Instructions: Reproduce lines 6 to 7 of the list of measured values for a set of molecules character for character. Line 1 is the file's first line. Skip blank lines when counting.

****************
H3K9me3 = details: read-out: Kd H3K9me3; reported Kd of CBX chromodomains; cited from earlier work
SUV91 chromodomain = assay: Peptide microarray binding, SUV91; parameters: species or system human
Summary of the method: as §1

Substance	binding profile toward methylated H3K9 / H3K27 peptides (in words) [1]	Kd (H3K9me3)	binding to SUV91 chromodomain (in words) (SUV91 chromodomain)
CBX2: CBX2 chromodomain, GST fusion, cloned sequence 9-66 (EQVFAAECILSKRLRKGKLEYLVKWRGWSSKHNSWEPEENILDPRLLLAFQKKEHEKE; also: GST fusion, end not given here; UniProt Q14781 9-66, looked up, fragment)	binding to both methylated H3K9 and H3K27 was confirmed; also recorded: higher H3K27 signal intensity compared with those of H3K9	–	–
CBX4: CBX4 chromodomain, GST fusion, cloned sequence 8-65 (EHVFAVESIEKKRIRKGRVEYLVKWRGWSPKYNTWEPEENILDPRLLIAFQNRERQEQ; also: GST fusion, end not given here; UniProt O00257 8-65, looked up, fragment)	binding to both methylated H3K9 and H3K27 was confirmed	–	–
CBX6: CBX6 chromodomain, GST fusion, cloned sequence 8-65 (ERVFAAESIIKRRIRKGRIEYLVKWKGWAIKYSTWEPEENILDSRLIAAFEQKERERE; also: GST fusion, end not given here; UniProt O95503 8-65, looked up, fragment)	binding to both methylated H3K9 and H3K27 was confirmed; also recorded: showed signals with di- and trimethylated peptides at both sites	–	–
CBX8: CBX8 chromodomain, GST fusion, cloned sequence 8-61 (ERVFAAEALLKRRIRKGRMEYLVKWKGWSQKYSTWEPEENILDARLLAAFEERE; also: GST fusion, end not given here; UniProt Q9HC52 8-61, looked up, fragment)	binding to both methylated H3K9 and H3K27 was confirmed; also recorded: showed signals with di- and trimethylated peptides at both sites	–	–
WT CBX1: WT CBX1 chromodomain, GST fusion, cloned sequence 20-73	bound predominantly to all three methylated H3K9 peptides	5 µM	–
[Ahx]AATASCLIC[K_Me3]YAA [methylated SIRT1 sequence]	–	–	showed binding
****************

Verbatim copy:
CBX4: CBX4 chromodomain, GST fusion, cloned sequence 8-65 (EHVFAVESIEKKRIRKGRVEYLVKWRGWSPKYNTWEPEENILDPRLLIAFQNRERQEQ; also: GST fusion, end not given here; UniProt O00257 8-65, looked up, fragment)	binding to both methylated H3K9 and H3K27 was confirmed	–	–
CBX6: CBX6 chromodomain, GST fusion, cloned sequence 8-65 (ERVFAAESIIKRRIRKGRIEYLVKWKGWAIKYSTWEPEENILDSRLIAAFEQKERERE; also: GST fusion, end not given here; UniProt O95503 8-65, looked up, fragment)	binding to both methylated H3K9 and H3K27 was confirmed; also recorded: showed signals with di- and trimethylated peptides at both sites	–	–